1-20 of 147 items from 2014 « Prev | Next »
Martha Stewart: Actress / Singer in Fox movies apparently not dead despite two-year-old reports to the contrary (Photo: Martha Stewart and Perry Como in 'Doll Face') According to various online reports, including Variety's, actress and singer Martha Stewart, a pretty blonde featured in supporting roles in a handful of 20th Century Fox movies of the '40s, died at age 89 of "natural causes" in Northeast Harbor, Maine, on February 25, 2012. Needless to say, that was not the same Martha Stewart hawking "delicious foods" and whatever else on American television. But quite possibly, the Martha Stewart who died in February 2012 — if any — was not the Martha Stewart of old Fox movies either. And that's why I'm republishing this (former) obit, originally posted more than two and a half years ago: March 11, 2012. Earlier today, a commenter wrote to Alt Film Guide, claiming that the Martha Stewart featured in Doll Face, I Wonder Who's Kissing Her Now, »
- Andre Soares
Hedy Lamarr: 'Invention' and inventor on Turner Classic Movies (photo: Hedy Lamarr publicity shot ca. early '40s) Two Hedy Lamarr movies released during her heyday in the early '40s — Victor Fleming's Tortilla Flat (1942), co-starring Spencer Tracy and John Garfield, and King Vidor's H.M. Pulham, Esq. (1941), co-starring Robert Young and Ruth Hussey — will be broadcast on Turner Classic Movies on Wednesday, November 12, 2014, at 7 p.m. and 9 p.m. Pt, respectively. Best known as a glamorous Hollywood star (Ziegfeld Girl, White Cargo, Samson and Delilah), the Viennese-born Lamarr (née Hedwig Eva Maria Kiesler), who would have turned 100 on November 9, was also an inventor: she co-developed and patented with composer George Antheil the concept of frequency hopping, currently known as spread-spectrum communications (or "spread-spectrum broadcasting"), which ultimately led to the evolution of wireless technology. (More on the George Antheil and Hedy Lamarr invention further below.) Somewhat ironically, »
- Andre Soares
As we revealed on Monday, Jennifer Lawrence topped Vulture’s Most Valuable Stars List this year, and although we only started compiling these lists in 2012, the fact that a woman has topped it for the first time this year seems like cause for rejoicing. How often has an actress been perceived as the biggest star in Hollywood? Not that often. Look to a more established metric: The Quigley Publishing Co. has been publishing its Motion Picture Exhibitors’ Poll of the Top 10 Box-Office Draws since the early 1930s. Since 1967, a woman has topped it only three times — Lawrence in its most recent poll, Sandra Bullock in 2009, and Julia Roberts in 1999. That’s a lot of dudes.Of course, once upon a time, actresses were typically bigger ticket-sellers than men: In the 1930s, Shirley Temple regularly topped the Quigley poll, while Julie Andrews and Doris Day pretty much split the 1960s »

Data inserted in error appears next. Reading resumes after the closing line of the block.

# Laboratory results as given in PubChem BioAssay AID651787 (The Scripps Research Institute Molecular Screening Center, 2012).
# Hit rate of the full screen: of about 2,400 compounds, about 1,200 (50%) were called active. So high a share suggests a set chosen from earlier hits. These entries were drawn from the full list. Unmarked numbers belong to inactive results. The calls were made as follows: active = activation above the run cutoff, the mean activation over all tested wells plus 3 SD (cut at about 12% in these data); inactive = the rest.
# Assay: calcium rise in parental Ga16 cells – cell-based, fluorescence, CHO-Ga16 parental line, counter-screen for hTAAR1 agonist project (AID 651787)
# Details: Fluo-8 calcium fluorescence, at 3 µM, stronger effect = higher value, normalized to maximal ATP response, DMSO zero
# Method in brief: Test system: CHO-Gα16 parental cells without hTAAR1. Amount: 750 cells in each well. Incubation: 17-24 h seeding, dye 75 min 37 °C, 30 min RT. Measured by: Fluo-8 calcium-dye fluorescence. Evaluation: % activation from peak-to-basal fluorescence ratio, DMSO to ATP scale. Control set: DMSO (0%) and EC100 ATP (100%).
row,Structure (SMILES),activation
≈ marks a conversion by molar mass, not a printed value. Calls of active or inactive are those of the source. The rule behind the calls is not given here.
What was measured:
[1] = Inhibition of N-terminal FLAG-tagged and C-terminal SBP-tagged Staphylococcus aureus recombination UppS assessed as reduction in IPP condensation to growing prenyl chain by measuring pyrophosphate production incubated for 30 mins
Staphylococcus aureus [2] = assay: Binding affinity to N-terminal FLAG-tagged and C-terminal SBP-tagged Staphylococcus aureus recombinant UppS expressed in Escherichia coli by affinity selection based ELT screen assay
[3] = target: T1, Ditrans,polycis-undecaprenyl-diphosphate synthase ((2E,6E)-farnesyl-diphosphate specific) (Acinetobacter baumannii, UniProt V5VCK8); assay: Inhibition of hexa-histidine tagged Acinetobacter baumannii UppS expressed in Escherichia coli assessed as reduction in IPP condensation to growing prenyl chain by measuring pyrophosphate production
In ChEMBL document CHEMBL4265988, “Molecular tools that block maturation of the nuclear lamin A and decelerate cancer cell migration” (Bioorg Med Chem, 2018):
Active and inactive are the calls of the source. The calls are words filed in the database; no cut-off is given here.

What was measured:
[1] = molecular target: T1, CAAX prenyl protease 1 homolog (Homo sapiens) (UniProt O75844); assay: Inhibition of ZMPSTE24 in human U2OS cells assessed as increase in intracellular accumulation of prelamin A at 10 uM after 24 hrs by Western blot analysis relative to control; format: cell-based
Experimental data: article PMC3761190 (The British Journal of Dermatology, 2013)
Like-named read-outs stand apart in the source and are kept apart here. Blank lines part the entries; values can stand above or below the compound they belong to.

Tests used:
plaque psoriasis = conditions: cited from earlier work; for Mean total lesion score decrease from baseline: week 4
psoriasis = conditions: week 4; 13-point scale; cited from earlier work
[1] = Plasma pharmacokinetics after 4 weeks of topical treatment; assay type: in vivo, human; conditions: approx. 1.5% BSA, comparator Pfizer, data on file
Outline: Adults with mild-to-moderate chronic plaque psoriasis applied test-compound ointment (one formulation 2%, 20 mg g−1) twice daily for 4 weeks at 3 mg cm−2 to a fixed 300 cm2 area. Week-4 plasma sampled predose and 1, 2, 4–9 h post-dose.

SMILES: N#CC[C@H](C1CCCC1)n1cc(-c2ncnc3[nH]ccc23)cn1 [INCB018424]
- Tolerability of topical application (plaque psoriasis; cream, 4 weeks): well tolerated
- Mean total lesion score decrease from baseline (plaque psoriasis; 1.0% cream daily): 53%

- Bilge Ebiri
Since the development of the moving picture camera in the late 19th century, the world, especially Americans, has been fascinated by the silver screen. For a time, people shut out the cold reality of the Great Depression with Shirley Temple's iconic curls, and legends such as Errol Flynn, Gregory Peck, and Katherine Hepburn roamed Hollywood lots and ordered Cobb salads at the Brown Derby. For awhile it seemed that our infatuation with Hollywood would never end, but the most recent decade has seen both its revenue and cultural significance decline, and many industry experts are scrambling to understand how movies have slipped from the spotlight. Internal changes show that studios have reinvested quite a bit of their resources into television production, and although Hollywood has been a television oriented town since the late -1950s, it had never stepped on film profits until fairly recently.
Since the true golden »
- Brandon Engel